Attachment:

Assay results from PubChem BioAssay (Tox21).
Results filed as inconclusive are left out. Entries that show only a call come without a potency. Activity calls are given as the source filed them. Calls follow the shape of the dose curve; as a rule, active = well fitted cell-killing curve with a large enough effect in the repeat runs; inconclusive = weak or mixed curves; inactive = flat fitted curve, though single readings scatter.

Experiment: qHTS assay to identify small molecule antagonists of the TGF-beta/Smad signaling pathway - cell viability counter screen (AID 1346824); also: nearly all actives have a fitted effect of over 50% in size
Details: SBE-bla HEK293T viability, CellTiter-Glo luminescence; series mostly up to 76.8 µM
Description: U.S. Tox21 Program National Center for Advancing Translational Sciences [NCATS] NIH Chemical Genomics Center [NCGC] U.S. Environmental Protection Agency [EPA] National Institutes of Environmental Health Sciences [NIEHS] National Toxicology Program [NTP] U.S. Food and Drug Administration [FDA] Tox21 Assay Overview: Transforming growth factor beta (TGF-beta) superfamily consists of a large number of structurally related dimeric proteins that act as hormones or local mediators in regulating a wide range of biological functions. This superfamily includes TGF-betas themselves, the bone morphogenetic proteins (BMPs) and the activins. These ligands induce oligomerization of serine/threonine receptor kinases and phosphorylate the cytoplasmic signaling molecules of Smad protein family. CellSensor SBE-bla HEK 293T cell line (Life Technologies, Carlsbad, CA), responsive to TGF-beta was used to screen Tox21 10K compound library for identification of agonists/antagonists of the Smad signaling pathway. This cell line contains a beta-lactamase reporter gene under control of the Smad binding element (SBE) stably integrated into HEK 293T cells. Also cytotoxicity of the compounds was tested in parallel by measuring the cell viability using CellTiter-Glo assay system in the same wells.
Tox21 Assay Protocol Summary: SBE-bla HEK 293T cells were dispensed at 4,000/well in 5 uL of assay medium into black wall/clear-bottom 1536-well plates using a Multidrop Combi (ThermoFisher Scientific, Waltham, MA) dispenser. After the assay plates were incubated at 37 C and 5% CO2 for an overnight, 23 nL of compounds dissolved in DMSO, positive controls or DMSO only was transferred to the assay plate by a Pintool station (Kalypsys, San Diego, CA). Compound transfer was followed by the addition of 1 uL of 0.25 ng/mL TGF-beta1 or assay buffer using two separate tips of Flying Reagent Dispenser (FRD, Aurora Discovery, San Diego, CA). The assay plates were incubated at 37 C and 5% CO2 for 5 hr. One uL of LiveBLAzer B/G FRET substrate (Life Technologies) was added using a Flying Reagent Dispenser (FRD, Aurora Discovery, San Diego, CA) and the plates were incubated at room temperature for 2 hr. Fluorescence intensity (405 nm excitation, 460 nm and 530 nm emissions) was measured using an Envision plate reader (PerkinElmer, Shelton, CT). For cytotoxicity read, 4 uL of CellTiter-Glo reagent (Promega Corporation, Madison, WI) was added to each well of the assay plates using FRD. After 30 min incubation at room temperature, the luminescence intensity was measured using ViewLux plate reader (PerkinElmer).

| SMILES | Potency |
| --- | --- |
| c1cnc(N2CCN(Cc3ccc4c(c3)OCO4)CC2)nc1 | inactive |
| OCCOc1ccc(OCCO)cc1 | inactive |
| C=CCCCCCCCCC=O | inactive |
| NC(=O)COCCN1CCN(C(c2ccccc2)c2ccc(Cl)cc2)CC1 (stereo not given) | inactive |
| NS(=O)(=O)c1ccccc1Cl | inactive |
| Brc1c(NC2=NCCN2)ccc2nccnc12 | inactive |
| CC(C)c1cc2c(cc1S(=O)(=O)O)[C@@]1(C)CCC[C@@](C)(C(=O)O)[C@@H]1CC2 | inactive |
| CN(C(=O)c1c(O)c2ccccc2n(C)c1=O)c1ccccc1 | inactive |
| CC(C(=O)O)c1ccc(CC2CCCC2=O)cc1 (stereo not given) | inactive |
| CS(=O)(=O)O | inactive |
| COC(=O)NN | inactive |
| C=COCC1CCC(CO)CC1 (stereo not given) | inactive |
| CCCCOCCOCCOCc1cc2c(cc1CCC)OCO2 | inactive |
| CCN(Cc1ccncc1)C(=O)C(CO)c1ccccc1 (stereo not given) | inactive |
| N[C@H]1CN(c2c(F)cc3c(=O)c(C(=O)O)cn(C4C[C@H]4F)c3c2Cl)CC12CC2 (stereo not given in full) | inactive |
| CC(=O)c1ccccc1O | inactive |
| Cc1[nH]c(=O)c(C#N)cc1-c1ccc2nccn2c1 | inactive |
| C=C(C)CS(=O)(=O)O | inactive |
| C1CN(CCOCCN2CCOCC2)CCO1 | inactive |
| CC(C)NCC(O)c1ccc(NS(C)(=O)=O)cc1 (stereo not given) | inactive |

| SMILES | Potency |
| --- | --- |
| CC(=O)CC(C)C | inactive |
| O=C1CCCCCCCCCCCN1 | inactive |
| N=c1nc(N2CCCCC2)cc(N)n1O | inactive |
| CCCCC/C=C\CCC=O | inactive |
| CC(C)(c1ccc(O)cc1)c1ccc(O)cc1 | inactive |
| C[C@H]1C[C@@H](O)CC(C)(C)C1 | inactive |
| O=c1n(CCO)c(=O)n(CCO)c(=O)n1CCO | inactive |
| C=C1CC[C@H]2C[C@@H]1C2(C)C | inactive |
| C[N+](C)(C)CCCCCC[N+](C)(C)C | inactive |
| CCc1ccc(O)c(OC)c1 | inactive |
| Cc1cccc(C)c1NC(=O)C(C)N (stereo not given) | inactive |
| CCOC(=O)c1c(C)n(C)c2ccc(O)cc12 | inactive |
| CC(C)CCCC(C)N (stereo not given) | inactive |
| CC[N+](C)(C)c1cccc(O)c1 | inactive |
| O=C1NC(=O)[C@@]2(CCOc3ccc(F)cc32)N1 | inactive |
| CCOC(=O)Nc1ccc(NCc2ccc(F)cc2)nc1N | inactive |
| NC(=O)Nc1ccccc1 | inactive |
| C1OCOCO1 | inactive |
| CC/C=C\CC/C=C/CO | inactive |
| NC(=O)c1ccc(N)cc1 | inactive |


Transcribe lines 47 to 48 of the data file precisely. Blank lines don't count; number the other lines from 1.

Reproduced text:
| NC(=O)Nc1ccccc1 | inactive |
| C1OCOCO1 | inactive |